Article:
SketchUp: Down and Dirty
I’m always impressed by the wonders that Tim Killen and Dave Richards can create using SketchUp. Unfortunately, I’ve never taken the time to master the program. Even so, I still find it a really useful tool when sketching out design ideas.
I use the program in much the same way that Michael Fortune, a fantastic furniture designer and builder, uses perspective charts: As a foundation for quickly rendering ideas that are proportionally correct.
I keep a bunch of sketch books handy for jotting down project ideas. I don’t look for the sketches to be really accurate, but I try to capture the basic idea of the piece. The problem is that the proportions of the sketch may not work well in reality. If I jump right from a pencil sketch to a measured drawing there is often too much of a discrepancy between the original inspiration and it’s final proportions.
To help me dial in the design before drawing up a plan, I turn to SketchUp. Even with my limited skills, I find it easy and intuitive to construct the basic form with a bunch of boxes. To define the overall size of a piece, I’ll create a rectangle the size of the footprint, then extrude it up to the correct height. With just a couple of clicks, I have a basic box that I can spin around until I have a nice view. I’ll print that out and overlay tracing paper to refine the sketch.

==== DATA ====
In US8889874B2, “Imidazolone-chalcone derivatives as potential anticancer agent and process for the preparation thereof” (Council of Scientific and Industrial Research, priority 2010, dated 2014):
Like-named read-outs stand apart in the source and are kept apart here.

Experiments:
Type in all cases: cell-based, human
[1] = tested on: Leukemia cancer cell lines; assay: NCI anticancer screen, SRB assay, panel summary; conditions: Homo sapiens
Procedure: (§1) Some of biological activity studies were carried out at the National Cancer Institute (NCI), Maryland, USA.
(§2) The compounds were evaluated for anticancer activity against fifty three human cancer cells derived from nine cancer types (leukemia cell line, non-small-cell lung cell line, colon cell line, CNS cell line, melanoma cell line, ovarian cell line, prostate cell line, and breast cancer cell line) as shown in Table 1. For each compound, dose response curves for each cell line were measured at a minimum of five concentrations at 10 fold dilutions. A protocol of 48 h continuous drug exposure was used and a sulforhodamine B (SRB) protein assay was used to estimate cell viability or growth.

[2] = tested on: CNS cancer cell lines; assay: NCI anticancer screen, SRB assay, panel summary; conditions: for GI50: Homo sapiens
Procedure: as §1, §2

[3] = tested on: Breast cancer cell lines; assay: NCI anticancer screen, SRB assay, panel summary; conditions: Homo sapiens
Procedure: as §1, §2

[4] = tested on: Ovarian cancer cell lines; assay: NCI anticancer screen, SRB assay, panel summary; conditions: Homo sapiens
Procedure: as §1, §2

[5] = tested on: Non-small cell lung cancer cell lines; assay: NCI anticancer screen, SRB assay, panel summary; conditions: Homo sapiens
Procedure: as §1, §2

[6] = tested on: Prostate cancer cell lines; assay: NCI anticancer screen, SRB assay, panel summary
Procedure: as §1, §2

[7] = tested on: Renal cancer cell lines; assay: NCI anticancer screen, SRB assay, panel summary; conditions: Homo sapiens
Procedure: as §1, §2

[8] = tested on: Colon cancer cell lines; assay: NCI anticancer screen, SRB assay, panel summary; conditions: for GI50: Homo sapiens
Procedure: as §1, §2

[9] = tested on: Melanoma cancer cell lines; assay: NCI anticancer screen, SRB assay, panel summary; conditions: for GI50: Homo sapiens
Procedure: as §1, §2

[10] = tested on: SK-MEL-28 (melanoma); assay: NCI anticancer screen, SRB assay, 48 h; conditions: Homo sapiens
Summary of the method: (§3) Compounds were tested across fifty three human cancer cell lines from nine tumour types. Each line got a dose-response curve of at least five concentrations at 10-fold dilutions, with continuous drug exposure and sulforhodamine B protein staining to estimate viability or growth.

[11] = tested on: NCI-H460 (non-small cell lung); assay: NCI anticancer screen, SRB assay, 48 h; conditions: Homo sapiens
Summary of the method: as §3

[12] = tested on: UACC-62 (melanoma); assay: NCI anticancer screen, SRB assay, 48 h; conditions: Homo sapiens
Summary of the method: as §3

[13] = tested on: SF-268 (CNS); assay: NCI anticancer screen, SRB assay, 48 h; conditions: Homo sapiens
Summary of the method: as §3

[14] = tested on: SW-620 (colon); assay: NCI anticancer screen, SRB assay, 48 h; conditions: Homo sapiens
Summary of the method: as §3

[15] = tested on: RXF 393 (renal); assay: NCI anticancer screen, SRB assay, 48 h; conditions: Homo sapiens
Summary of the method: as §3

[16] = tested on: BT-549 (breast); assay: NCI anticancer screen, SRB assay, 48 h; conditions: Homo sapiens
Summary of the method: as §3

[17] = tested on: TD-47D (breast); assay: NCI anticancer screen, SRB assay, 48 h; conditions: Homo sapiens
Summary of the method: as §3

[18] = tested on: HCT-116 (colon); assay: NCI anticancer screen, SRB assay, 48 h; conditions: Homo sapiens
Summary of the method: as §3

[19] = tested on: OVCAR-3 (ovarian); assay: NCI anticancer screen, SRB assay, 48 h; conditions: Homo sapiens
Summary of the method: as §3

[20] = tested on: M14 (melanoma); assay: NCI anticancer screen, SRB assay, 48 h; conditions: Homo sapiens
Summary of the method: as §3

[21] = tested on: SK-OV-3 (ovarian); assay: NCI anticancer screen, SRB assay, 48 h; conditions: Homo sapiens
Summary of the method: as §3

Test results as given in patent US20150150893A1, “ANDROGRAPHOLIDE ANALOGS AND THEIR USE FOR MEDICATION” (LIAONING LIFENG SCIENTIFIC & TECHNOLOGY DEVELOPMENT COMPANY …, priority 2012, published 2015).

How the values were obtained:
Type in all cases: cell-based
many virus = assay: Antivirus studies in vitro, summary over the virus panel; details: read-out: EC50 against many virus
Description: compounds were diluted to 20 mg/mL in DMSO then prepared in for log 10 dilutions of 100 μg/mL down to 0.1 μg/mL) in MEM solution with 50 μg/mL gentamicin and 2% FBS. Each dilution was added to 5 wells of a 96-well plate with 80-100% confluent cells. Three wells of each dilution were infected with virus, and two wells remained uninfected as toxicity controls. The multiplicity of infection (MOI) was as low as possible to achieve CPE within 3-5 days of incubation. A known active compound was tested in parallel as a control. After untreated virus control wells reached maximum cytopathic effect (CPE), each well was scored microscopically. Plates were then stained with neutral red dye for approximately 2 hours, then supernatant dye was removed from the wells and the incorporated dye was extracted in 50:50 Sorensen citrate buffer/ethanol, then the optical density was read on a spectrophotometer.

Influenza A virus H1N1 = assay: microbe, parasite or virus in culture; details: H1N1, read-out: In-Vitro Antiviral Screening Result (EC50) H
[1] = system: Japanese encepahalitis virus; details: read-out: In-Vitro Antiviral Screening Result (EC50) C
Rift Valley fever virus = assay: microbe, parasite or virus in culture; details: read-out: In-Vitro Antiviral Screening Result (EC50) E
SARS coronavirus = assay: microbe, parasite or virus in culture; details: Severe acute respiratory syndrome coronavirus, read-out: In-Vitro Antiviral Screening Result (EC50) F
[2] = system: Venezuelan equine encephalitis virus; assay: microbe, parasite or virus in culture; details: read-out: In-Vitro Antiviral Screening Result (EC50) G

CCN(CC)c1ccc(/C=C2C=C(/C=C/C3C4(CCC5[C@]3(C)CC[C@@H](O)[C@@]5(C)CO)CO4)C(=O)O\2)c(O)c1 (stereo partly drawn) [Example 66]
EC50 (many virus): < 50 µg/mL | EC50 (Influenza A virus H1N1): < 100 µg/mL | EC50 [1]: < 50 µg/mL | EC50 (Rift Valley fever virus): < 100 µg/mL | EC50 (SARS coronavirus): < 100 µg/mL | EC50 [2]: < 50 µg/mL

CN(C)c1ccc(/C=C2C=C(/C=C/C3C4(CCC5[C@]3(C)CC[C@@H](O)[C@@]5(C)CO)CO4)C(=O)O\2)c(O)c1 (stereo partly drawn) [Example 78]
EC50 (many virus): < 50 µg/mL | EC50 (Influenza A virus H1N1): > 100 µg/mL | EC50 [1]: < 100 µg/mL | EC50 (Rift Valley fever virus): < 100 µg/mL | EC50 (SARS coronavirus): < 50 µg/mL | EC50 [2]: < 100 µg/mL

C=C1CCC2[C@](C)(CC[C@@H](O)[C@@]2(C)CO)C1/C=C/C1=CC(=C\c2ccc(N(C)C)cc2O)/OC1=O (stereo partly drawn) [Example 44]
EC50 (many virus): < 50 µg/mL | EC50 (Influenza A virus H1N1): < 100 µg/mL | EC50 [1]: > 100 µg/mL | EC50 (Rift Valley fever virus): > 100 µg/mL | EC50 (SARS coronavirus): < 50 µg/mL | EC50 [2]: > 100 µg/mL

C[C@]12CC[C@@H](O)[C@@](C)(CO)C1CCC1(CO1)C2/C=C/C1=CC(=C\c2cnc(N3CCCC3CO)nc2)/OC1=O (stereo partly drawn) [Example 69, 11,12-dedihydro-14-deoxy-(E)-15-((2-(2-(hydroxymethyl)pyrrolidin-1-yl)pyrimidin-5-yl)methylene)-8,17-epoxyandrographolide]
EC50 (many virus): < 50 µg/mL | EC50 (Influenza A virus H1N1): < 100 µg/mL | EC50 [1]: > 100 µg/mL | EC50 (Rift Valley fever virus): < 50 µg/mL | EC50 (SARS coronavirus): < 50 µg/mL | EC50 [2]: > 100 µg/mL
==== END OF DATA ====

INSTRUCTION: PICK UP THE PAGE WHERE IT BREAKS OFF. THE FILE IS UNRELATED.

When I’m feeling more ambitious, I’ll create the individual components of the piece to give me a better head start on my sketch. Even so, it typically doesn’t take more than a half hour or so before I’m back at the drawing board.
This is a quick sketch of a tansu-style credenza. Nothing pretty but it captured the idea before it got away.
To get an idea of how the piece would look with correct proportions, I created a basic full-scale model in SketchUp.
With the SketchUp model done, I threw on a piece of tracing paper. The result gives me a more realistic idea of how the design will translate to the real world.